In arguing that his confession to Steenson was involuntary, defendant relies on the fact that the officers perceived that he had mental deficiencies. He asserts that Steenson took advantage of those perceived deficiencies by repeatedly asking him if he had broken the window, accusing him of lying, and tricking him into admitting that he had broken the window by suggesting that it could have been an accident. Steenson did testify that, during his approximately 15-minute conversation with defendant, he asked more than once what defendant was doing at the house and whether he had broken the window. Further, it is true that defendant finally admitted breaking the window when Steenson told him that it was time to tell the truth and then asked defendant if he had, perhaps, accidently broken it. However, none of those actions was improperly coercive. Steenson was the only officer with defendant when this conversation took place, and he described the encounter as "very low key" and "completely just conversational." There is no indication that defendant's statements were induced by threats or promises intimating that he would receive favorable treatment if he cooperated or by any implied or direct threats of force.
Further, the record does not support the contention that defendant had any mental deficiencies that interfered with his ability to exercise his free will in these circumstances. Although both Parker and Steenson expressed concern about defendant's mental capabilities, there is no evidence that defendant actually had any mental deficiencies that made him incapable of making a voluntary statement to the police. In fact, the evidence shows that defendant communicated with the officers in a coherent and responsive manner. He even discussed with Steenson the differences between a burglary and a robbery. Although defendant was agitated and upset when Mitchell, and then Sinnot, advised him of his Miranda rights, nothing about his agitated state demonstrated that he was incapable of understanding what was happening. As the trial court found:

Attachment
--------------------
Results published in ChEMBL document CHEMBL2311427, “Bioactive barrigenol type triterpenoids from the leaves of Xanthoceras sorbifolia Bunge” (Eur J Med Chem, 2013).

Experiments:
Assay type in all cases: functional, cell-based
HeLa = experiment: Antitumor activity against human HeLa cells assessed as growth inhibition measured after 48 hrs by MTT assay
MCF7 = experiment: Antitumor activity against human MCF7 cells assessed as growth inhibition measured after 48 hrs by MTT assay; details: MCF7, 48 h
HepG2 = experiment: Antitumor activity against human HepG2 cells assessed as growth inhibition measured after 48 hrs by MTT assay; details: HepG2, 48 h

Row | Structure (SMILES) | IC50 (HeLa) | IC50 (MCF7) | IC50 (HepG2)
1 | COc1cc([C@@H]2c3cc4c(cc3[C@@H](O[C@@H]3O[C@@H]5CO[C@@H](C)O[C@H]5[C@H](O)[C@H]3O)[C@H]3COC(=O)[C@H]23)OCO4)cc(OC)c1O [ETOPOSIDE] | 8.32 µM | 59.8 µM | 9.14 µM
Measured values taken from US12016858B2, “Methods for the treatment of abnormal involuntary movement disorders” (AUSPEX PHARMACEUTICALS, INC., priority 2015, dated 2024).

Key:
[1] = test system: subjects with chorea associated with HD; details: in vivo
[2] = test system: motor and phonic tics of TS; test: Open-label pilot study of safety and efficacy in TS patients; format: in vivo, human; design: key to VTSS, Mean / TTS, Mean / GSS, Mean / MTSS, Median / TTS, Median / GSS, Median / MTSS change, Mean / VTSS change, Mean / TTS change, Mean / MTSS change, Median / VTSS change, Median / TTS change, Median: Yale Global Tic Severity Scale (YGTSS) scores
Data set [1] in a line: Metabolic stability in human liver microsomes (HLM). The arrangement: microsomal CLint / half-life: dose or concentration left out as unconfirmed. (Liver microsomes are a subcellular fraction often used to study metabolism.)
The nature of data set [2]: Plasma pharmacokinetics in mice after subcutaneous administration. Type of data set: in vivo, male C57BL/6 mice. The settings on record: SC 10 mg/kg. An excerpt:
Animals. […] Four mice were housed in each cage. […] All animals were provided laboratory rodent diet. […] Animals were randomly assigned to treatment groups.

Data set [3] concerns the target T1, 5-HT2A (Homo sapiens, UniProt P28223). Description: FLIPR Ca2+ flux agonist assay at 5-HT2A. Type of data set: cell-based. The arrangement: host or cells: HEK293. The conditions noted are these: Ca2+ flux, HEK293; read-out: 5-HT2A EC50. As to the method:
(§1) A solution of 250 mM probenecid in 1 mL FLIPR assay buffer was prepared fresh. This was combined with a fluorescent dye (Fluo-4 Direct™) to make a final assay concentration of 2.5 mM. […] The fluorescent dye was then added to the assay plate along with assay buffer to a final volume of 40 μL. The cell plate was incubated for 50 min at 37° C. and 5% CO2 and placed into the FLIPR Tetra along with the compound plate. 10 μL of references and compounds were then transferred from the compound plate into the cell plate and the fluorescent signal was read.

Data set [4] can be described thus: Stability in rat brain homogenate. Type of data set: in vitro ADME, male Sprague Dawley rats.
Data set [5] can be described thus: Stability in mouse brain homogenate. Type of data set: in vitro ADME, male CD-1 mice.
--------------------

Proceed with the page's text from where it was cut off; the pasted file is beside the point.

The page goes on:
"There is a question about retardation in this case, but the answers that the defendant did, in fact, give were responsive and appropriate and I don't find that the state has -- that we have a situation where his mental state is such that he is incapable [of] waiving his rights or understanding what's going on based on the statements we have."
We conclude that defendant's will was not overborne at the time of his confession to Steenson and that his capacity for self-determination was not impaired. Accordingly, we conclude that his confession to Steenson was voluntary.
Because we have concluded that defendant's first confession was voluntary, the critical question in deciding if defendant's later confession to Sinnott should have been admitted is whether it was knowingly and voluntarily made. Elstad, 470 US at 318. However, the only basis that defendant asserts for concluding that his second confession was involuntary is that it was tainted by his earlier confession. Accordingly, we conclude that defendant's later confession to Sinnott was voluntary.